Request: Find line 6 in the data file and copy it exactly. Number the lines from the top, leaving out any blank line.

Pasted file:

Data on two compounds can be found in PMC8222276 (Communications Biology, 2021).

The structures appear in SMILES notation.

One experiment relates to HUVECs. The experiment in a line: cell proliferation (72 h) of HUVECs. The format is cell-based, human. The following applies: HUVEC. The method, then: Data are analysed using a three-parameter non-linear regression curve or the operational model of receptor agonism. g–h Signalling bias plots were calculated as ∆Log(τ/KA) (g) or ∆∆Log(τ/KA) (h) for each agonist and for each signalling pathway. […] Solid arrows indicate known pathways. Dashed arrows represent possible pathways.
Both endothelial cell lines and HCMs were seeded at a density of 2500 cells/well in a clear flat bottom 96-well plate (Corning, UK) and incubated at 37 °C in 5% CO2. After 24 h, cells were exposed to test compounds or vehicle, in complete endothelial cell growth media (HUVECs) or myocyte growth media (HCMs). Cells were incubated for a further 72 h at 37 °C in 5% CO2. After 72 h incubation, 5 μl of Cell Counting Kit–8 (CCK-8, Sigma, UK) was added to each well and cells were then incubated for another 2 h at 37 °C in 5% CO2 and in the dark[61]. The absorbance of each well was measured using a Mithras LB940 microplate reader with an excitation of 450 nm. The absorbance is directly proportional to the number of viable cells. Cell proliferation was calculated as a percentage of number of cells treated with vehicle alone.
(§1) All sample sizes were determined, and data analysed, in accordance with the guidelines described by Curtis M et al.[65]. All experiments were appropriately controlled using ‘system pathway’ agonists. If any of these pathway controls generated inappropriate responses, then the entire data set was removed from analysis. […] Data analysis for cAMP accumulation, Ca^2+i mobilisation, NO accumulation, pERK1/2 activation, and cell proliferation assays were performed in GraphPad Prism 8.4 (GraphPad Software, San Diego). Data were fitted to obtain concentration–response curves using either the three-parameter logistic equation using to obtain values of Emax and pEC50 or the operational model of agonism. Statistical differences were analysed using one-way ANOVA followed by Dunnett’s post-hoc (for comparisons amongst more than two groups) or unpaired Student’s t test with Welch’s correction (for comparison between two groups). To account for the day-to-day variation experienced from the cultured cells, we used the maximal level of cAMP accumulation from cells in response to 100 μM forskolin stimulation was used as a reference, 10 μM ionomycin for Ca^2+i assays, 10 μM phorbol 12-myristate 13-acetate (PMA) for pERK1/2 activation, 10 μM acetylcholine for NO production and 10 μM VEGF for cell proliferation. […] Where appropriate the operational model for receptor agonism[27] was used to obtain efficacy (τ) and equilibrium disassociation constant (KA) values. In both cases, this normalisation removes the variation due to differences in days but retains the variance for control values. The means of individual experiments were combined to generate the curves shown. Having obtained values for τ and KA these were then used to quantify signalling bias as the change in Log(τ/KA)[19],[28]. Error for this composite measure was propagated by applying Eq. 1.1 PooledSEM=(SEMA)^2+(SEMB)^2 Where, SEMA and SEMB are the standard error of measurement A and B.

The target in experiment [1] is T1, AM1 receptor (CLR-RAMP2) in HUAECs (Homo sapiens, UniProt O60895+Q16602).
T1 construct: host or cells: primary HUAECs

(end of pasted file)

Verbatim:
The target in experiment [1] is T1, AM1 receptor (CLR-RAMP2) in HUAECs (Homo sapiens, UniProt O60895+Q16602).